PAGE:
Frederick II had even welcomed Voltaire in Potsdam when the famous writer had run into trouble with the dévot party in France. But the truth was that Frederick II was motivated first and foremost by personal interests and the desire to expand the territory of Prussia by any means available. He had already abandoned his French ally during the War of Austrian Succession, signing a separate peace treaty with Austria in December 1745. The Marquise de Pompadour particularly disliked Frederick II, who had always showed contempt for her, and even named one of his poodles "Pompadour". At the same time, French officials realized that the Habsburg empire of Austria was no more the danger it had been in the heyday of the Habsburgs, back in the 16th and 17th centuries, when they controlled Spain and most of Europe and presented a formidable challenge to France. The new dangerous power looming now on the horizon was Prussia. In a "reversal of alliances", the king signed the Treaty of Versailles with Austria on 1 April 1756, overruling his ministers and putting an end to more than 200 years of conflict with the Habsburgs. The new Franco-Austrian Alliance would last intermittently for the next thirty five years.

Louis apparently expected that joining with Austria would prevent another war on the continent by confronting Prussia with a counter-coalition. He was mistaken. Austria was bent on regaining Silesia, which Prussia had grabbed in 1740 and had not returned. At the end of August 1756, having learned that Austria was negotiating to enlist Russia against him, Frederick II invaded Saxony without a declaration of war. He soon defeated the unprepared Saxon and Austrian armies and occupied the whole of Saxony. The Saxon ruler's younger daughter was the Dauphin's wife and his elder daughter was married to Charles VII of Naples, a Bourbon cousin. Frederick's treatment of the Polish–Saxon royal family was particularly brutal; Queen Maria Josepha, the dauphine's mother, died from maltreatment. These actions by Frederick II profoundly shocked Europe, and particularly France. The wife of the Dauphin had a miscarriage as a result of the news coming from Saxony. Louis XV was left with no choice but to enter the war.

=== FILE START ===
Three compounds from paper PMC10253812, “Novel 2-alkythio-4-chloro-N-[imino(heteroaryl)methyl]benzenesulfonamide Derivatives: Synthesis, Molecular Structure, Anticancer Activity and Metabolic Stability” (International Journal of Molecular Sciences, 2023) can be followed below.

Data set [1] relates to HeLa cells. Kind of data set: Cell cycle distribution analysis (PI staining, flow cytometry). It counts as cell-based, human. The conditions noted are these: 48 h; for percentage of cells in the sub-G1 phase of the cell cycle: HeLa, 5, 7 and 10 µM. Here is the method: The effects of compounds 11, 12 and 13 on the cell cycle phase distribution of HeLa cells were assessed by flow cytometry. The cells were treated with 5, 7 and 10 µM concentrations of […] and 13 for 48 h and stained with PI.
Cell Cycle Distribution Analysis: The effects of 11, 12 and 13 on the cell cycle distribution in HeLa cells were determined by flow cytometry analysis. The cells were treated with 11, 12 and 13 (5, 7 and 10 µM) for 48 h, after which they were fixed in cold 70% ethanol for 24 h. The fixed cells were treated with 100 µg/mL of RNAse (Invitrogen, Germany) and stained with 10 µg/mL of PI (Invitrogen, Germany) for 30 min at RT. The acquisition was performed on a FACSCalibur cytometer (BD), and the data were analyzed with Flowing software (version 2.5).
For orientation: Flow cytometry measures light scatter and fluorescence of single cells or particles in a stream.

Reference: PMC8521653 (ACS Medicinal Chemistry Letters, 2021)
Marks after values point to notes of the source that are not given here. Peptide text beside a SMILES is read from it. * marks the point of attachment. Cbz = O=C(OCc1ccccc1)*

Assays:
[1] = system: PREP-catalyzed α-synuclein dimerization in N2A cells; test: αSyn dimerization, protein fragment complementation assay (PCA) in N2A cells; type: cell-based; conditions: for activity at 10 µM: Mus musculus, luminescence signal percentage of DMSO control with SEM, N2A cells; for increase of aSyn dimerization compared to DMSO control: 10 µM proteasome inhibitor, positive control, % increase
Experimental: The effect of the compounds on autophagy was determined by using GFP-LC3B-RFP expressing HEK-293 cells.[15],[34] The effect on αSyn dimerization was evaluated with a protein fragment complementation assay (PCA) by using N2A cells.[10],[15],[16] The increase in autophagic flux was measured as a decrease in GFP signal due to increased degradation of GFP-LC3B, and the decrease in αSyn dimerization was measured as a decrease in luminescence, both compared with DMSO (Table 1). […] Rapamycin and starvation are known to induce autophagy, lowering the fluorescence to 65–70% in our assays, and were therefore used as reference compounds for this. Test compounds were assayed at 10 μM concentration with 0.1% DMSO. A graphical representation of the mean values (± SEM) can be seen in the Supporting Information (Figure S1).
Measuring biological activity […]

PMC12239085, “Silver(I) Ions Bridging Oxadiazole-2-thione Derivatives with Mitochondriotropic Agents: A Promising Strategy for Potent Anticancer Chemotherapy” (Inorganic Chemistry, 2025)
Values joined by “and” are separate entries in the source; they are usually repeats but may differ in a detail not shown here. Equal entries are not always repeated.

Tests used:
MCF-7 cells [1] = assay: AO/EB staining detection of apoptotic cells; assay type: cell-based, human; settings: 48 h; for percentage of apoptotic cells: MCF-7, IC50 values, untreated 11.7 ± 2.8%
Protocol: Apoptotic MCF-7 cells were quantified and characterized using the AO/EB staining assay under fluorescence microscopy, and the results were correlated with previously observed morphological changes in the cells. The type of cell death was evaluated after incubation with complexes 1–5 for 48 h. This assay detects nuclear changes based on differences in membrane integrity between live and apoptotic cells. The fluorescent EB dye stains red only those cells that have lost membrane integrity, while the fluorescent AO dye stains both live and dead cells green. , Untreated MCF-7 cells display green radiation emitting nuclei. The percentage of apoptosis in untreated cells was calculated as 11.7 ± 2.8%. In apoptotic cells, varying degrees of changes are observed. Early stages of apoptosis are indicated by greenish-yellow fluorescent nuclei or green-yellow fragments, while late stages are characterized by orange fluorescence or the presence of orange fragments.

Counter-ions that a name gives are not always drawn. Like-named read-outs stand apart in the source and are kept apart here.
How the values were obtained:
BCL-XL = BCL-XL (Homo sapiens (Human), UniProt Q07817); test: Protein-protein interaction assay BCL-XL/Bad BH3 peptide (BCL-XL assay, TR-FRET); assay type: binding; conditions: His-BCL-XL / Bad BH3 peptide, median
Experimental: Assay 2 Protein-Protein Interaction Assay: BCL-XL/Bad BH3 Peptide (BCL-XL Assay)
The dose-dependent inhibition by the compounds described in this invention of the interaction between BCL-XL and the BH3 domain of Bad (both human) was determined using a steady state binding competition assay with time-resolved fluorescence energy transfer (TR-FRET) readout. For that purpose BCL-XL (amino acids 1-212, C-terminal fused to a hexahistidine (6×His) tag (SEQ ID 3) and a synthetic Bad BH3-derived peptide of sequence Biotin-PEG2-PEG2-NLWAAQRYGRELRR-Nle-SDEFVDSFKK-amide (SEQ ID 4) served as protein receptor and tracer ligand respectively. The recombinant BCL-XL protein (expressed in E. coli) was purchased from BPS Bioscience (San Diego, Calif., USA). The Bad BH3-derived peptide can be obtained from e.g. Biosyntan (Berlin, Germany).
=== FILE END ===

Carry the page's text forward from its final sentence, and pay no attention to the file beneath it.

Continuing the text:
Meanwhile, Britain had already declared war on France on 18 May 1756. The ensuing Seven Years' War (1756–1763) was to have profound consequences for France and Britain.

In 1757 French troops invaded Hanover, but were driven out by a counter-attack led by Ferdinand of Brunswick the following year.

Assassination attempt

Louis XV, by Maurice Quentin de La Tour, (1748)
Robert-François Damiens, by Ange-Jacques Gabriel (1757)

At home, discontent grew, fuelled by the perceived political incompetence of the king and the spending spree of the court. As previously highlighted, modern historians have shown that the king was in fact not incompetent, albeit not resolute enough. The spending at court was also not particularly high under Louis XV, at any rate not any higher than under previous French kings, and certainly much lower than in some other European courts, such as in Russia, where Peter the Great and Empress Elizabeth spent enormous amounts of money to build palaces in and around Saint Petersburg. Court spending also helped to carry French arts to their zenith under Louis XV, and supported thousands of families of artists and craftsmen. French arts were admired and copied all over Europe. Even today, 250 years later, "Louis XV" style is still a favourite among the rich and famous around the world. Yet at the time, the French public, influenced as it was by a violent campaign of libels against the king and the Marquise de Pompadour starting in the mid-1740s, could only see royal incompetence and spending sprees.

This was what may have inspired the assassination attempt on the king by Robert Damiens. On 5 January 1757, would-be assassin Damiens entered the Palace of Versailles, as did thousands of people every day to petition the king. At 6pm, as night had fallen on a cold Versailles covered in snow, the king, who was visiting his daughter, left her apartments to return to the Trianon where he was staying. As he was walking in the Marble Courtyard between two lines of guards lighting the way with torches, headed toward his carriage which was waiting at the edge of the Marble Courtyard, Damiens suddenly emerged from the dark, passed through the guards, and stabbed the king in the side with a penknife.